An ecclesiastical judgment involving a stained glass window and a former Governor of Bermuda, Lord Waddington

In Re St. John the Evangelist Read-in-Whalley [2017] ECC Bla 1, the petitioners sought to replace an existing plain glass window with one of stained glass design depicting St. John the Evangelist in the left hand light and St. George in the right hand light.

The window would be a gift to the church from the Rt. Hon. Lord Waddington GCVO, and an inscription at the base of the right light would indicate that it was a gift to the church from him; in the base of the left would be a passage from Psalm 46, said to have been the inspiration for the motto in Lord Waddington’s coat of arms.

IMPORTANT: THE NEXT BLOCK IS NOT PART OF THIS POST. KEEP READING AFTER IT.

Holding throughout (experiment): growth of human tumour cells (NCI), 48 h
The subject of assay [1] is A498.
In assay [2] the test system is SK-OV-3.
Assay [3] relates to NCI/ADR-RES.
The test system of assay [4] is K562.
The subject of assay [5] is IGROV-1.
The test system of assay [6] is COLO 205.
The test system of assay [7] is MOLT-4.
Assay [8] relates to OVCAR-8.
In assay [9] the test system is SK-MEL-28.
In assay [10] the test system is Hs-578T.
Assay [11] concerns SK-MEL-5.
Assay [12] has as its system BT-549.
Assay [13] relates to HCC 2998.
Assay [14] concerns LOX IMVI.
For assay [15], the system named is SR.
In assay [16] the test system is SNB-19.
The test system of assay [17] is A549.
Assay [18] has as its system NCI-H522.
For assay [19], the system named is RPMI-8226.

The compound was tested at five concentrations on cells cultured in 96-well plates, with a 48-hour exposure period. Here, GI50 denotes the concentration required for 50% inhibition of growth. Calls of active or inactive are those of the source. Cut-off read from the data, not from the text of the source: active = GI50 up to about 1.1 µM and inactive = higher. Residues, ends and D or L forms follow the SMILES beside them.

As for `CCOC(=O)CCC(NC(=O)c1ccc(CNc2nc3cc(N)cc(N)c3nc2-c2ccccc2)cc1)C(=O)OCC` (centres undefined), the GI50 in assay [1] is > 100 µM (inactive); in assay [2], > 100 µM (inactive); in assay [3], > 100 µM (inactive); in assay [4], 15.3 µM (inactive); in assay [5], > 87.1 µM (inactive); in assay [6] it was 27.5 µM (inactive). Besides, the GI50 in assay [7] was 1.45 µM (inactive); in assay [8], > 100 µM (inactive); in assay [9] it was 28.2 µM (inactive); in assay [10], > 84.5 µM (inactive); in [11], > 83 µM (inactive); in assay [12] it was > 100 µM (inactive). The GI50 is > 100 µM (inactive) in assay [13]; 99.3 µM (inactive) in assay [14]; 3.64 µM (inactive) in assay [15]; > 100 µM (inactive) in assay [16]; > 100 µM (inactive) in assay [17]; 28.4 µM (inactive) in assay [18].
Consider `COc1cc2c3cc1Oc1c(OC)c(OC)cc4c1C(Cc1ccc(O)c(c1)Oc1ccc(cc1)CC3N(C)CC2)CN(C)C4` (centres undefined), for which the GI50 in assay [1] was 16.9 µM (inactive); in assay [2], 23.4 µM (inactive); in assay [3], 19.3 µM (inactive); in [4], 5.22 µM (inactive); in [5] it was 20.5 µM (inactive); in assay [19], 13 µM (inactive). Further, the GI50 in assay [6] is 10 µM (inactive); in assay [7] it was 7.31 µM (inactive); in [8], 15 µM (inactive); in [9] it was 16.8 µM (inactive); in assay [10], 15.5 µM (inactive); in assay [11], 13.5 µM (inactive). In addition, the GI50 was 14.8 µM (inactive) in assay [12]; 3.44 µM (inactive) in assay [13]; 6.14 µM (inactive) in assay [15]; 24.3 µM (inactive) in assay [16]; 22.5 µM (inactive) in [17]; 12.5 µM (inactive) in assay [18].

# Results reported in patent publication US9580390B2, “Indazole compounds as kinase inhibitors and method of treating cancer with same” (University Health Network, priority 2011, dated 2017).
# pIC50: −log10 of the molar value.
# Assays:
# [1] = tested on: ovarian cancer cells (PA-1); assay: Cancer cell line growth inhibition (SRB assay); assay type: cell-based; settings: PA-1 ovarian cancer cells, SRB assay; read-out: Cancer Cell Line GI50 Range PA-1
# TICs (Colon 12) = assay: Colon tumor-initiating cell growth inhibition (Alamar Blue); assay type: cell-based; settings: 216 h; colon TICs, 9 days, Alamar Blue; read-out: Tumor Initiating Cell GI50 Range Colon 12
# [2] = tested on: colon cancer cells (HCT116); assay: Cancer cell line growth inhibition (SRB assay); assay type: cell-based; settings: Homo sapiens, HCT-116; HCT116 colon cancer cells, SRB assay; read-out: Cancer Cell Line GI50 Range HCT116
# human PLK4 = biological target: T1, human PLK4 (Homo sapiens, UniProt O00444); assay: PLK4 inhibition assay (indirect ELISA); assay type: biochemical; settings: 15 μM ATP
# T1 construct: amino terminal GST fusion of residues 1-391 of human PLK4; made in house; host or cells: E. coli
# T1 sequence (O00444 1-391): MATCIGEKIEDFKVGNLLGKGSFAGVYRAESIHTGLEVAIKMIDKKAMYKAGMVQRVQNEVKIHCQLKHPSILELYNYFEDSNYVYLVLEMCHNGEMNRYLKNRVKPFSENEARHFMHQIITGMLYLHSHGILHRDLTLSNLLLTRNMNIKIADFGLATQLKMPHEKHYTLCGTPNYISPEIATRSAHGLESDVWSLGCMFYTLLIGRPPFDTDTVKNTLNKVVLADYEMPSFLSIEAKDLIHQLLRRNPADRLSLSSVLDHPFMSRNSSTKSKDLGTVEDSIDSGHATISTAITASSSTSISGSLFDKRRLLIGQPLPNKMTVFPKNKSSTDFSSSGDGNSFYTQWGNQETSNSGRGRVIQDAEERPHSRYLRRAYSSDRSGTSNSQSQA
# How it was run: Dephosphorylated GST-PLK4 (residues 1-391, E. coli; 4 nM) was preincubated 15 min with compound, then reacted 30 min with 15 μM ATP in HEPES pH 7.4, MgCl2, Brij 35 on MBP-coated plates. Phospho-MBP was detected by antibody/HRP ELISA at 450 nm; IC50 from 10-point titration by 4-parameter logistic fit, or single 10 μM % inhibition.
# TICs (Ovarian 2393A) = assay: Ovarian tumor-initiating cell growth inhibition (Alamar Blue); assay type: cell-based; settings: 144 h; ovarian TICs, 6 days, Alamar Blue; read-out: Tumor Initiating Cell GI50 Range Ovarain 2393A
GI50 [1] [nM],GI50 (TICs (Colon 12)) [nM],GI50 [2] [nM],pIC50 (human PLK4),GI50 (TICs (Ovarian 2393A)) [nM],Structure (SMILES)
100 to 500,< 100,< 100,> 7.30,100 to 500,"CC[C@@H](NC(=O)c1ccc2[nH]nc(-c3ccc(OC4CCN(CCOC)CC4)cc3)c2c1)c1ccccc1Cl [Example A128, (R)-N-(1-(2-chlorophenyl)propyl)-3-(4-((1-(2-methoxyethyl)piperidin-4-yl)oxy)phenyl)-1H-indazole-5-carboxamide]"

In addition, at the top of the left light is to be the coat of arms of Lord Waddington showing the coronet of a baron and the Grand Cross of the Victorian Order; at the top of the right light is to be the coat of arms of Bermuda where Lord Waddington was Governor from 1992 to 1997, and at the base of this light, a view of Lord Waddington’s childhood home, the Old Vicarage in Read.

The PCC approved of the proposal which was supported by the DAC, although some concerns were expressed by the Church Buildings Officer of Historic England, including the general principle that living donors should not be commemorated in stained glass or other church artworks.

Whilst recognising such a generally accepted principle, the Deputy Chancellor stated that it was possible to allow exceptions: in the present case the donor was a ‘son of the village’, and had held office as Home Secretary and as Governor of Bermuda. A Faculty was granted. [Link to judgment]


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